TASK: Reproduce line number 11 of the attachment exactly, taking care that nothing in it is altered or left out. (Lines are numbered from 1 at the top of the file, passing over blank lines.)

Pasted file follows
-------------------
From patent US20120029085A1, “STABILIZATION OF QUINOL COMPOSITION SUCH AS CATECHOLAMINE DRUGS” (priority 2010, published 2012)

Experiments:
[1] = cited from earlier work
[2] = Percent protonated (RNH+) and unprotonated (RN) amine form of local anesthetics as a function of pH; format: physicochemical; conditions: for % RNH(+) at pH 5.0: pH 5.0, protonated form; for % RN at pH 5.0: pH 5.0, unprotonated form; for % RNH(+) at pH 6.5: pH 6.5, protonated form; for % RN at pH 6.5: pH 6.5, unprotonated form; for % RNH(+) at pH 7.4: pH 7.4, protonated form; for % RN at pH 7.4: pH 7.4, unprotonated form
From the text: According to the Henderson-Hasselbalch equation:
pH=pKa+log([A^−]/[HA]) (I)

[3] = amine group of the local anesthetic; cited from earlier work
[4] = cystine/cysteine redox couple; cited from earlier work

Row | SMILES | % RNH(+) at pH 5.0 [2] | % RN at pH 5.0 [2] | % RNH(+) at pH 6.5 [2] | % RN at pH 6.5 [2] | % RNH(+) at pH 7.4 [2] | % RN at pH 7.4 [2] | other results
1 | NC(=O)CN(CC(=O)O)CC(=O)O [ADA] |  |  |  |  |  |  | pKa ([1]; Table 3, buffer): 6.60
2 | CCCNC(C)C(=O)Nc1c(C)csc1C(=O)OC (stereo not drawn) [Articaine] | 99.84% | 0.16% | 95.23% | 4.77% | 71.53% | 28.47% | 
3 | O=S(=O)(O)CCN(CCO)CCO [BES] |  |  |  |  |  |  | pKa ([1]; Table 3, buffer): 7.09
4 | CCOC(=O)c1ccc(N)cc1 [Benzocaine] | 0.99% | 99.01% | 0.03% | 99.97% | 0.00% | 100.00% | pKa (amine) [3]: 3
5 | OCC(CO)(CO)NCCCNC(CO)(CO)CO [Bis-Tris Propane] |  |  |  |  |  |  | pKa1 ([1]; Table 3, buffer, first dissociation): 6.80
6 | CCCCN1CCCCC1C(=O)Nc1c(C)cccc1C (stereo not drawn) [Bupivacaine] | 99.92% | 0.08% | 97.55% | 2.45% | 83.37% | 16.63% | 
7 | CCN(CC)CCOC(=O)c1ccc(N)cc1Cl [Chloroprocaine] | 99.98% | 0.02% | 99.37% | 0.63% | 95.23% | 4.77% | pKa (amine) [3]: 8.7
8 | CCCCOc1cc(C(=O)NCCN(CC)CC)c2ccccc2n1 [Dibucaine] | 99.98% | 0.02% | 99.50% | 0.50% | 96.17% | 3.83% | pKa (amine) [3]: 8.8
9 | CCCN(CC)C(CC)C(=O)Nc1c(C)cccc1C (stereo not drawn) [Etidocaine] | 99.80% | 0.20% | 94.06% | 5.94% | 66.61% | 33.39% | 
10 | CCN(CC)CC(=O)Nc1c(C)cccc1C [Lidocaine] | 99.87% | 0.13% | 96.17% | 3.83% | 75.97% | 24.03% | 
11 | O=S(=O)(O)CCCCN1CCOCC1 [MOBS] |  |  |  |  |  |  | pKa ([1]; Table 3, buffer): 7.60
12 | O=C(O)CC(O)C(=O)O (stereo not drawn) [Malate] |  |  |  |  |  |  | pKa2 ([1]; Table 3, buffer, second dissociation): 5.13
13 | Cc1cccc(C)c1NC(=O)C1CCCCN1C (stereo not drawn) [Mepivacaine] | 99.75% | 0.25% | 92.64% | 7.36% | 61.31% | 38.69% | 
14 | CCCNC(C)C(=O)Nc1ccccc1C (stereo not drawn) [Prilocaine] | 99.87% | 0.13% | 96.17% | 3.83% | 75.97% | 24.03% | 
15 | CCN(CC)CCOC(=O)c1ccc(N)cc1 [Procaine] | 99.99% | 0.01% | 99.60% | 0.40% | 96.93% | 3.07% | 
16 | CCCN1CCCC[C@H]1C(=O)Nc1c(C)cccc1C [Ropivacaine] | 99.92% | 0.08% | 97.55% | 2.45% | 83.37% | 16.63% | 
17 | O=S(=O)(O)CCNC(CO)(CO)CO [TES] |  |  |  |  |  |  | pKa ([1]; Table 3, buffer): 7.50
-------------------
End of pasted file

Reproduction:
2 | CCCNC(C)C(=O)Nc1c(C)csc1C(=O)OC (stereo not drawn) [Articaine] | 99.84% | 0.16% | 95.23% | 4.77% | 71.53% | 28.47% | 